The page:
Labour Day this year heralds the beginning of the B.C. Federation of Labour’s second century.
As we greet the dawn of our second century, the BCFED today represents more than 450,000 members across British Columbia. And as our province has grown, so too has organized labour.
Organized labour’s earliest days were not unlike the present: prosperous for many, yet turbulent.
In 1911, the census counted British Columbia’s population at just under 393,000. The province was thriving, in part because of a roaring mining industry in the Kootenays, and a nascent forestry sector that sent countless carloads of lumber to the then-booming prairie provinces.
Two transcontinental railways (the Grand Trunk Pacific and the Canadian Northern) were under construction, with thousands of workers laying steel rails across the province.
Two years later, BC was hit with a global economic downturn. Unemployment soared and the housing market crashed. In the following year, 1914, armed conflict erupted in Europe and Canadians soon were fighting in the First World War.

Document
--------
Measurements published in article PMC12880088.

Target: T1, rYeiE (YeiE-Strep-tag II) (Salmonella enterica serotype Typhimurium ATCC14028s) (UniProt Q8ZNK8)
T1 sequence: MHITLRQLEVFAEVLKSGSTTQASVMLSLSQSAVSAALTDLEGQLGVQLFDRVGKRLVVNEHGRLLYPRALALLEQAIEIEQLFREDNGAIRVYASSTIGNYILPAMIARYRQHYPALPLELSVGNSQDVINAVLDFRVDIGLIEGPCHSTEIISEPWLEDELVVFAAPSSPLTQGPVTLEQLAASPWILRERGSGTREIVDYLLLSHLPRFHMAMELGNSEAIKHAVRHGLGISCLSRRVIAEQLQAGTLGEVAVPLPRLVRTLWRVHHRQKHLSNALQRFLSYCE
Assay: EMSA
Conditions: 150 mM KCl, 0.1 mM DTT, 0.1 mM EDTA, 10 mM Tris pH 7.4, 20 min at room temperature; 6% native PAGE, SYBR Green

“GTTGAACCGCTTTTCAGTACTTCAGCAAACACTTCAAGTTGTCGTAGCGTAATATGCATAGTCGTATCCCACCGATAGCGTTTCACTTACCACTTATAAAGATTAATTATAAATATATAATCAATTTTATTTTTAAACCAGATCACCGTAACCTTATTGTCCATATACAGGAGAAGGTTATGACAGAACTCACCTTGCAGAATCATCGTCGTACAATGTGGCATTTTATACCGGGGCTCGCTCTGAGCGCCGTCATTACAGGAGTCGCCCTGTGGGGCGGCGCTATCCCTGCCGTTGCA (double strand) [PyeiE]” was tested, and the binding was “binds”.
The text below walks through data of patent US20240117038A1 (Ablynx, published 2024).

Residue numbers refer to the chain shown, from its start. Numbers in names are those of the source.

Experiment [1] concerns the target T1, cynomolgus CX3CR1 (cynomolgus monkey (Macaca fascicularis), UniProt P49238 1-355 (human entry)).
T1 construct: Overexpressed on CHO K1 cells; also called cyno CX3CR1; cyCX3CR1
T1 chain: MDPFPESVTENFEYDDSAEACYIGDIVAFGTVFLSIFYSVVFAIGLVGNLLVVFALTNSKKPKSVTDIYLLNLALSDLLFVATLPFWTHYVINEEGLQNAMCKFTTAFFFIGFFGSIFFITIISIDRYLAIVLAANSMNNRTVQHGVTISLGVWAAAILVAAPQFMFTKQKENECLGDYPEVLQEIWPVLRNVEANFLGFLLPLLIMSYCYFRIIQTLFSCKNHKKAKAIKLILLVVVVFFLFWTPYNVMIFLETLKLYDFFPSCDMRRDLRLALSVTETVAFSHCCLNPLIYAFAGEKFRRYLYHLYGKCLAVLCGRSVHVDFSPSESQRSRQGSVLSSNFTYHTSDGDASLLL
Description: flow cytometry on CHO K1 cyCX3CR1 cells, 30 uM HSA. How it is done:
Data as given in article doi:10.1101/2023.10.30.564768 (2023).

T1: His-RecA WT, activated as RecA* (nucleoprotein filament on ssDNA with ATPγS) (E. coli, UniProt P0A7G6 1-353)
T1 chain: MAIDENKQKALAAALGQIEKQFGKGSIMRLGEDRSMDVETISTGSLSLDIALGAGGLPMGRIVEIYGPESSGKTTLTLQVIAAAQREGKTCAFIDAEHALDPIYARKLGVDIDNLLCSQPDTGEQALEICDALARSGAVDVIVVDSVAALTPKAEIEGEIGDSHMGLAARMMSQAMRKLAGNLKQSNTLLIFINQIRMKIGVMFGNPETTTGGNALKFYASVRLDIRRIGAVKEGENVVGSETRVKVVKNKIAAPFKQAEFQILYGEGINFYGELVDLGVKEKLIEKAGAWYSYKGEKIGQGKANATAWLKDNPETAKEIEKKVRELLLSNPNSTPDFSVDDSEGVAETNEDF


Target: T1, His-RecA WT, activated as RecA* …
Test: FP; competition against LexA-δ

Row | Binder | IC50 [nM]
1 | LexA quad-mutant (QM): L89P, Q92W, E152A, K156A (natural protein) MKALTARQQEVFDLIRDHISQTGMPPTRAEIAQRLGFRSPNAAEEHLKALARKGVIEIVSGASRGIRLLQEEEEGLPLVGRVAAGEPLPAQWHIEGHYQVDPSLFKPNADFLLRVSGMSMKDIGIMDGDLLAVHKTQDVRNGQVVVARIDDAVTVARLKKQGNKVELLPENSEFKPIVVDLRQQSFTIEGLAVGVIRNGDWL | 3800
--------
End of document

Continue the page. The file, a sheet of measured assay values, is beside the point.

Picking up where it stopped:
British Columbia now is home to more than 4.5 million residents. Skyrocketing commodity prices have sparked impressive growth in the province’s mining, and oil and gas sectors, and our forest products are finding new markets in China and elsewhere.
At the same time, the recent collapse in financial markets led to a painful, if thankfully brief, economic recession, and reminded British Columbians that we often are subject to forces beyond our control.
Sadly, Canada in recent years has had soldiers serving overseas, many of whom sacrificed their lives in the name of our country.
In its earliest days the labour movement was at the forefront of many battles, including the fight for a minimum wage, an eight-hour day, workers’ compensation and women’s suffrage.
Victory came quickly on a few fronts — a Workers’ Compensation Board was set up in 1916, and a minimum wage for women became law two years later. (Men received similar protection in 1925.)
In 1917, women won the right to vote in provincial elections, and in 1918 a Department of Labour was established to represents workers’ interests.
Other battles took longer to win. BC first enacted a law for an eight-hour day in 1899, but it applied only to miners working underground. Many decades were to pass before all workers won similar protection.
More recently, the B.C. Federation of Labour won the fight for an increase in the province’s minimum wage, stuck at eight dollars an hour (with a ‘training wage’ of just six dollars) since 2001.
The B.C. Federation of Labour is proud of its record of success and is dedicated to protecting and helping workers and their families through the 21st Century.
Together, we will continue to make British Columbia a safe and prosperous place to work and live.